Ice Floats - Chemistry Project
Quatr.us answers questions

Ice Floats

ice water

To see that ice takes up more room than water does, stick a piece of tape to a glass of water. Fill the glass with water up to the tape, and put it in the freezer. When the water is frozen into ice, take it out. Is the water at the same level it was at before?

Because ice takes up more room than water, it is less dense: ice has more space between the molecules than water does. That makes ice float on top of water. Try putting an ice cube in water to see.

It's a good thing for us that ice floats, because otherwise when the top of the oceans froze, that ice would sink to the bottom, and then the new water on top would freeze and sink to the bottom, and pretty soon the oceans would be frozen solid and we would have no water to live on.

Another project with ice
More about ice

Bibliography and further reading about ice:

Ice
Atoms
Chemistry
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Professor Carr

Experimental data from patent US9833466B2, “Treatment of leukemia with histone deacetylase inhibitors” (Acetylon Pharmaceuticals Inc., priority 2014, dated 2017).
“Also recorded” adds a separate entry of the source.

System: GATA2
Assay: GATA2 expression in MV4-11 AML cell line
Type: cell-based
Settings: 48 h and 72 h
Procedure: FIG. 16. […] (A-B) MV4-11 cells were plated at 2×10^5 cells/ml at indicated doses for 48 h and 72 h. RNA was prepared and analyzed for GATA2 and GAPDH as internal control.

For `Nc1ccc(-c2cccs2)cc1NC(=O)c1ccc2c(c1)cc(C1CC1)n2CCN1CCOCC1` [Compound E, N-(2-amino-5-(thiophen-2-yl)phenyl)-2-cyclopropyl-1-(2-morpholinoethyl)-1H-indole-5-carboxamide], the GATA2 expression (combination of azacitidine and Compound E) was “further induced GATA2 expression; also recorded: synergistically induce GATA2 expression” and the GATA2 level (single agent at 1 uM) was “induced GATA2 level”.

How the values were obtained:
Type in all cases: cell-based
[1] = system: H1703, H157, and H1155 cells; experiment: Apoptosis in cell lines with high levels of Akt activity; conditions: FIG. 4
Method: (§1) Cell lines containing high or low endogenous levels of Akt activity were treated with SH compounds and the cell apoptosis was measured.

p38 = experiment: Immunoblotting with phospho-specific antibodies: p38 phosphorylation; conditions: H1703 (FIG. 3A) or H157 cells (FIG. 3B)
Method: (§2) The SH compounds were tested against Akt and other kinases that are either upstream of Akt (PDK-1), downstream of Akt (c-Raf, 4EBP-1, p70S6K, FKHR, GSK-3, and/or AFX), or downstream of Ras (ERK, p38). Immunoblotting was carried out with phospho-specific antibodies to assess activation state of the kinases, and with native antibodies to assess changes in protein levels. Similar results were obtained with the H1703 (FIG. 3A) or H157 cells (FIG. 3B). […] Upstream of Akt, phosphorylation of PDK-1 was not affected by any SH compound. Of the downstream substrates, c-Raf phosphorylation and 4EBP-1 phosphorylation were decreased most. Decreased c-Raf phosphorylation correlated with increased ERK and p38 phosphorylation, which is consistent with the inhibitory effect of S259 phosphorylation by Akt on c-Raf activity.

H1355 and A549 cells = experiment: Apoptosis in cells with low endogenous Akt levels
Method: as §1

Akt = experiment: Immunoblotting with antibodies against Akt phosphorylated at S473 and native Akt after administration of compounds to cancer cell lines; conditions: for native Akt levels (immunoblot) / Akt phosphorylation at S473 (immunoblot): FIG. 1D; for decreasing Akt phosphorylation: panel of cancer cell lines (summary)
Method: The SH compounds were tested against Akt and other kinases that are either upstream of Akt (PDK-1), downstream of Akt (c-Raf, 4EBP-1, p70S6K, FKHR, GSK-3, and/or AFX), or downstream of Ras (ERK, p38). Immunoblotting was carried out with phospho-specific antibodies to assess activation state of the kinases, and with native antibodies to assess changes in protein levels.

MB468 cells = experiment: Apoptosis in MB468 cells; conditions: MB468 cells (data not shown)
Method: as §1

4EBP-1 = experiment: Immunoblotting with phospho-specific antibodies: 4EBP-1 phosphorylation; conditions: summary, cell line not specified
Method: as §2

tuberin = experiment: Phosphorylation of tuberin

Karen Eva Carr, PhD.
Assoc. Professor Emerita, History
Portland State University

Professor Carr holds a B.A. with high honors from Cornell University in classics and archaeology, and her M.A. and PhD. from the University of Michigan in Classical Art and Archaeology. She has excavated in Scotland, Cyprus, Greece, Israel, and Tunisia, and she has been teaching history to university students for a very long time.

Professor Carr's PSU page

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Now that the weather's nice, try some of these outdoor activities! How about bicycle polo, or archery for a Medieval Islam day? Or kite flying or making a compass for a day in Medieval China? How about making a shaduf for a day in Ancient Egypt? Holding an Ancient Greek Olympic Games or a medieval European tournament? Building a Native American wickiup?

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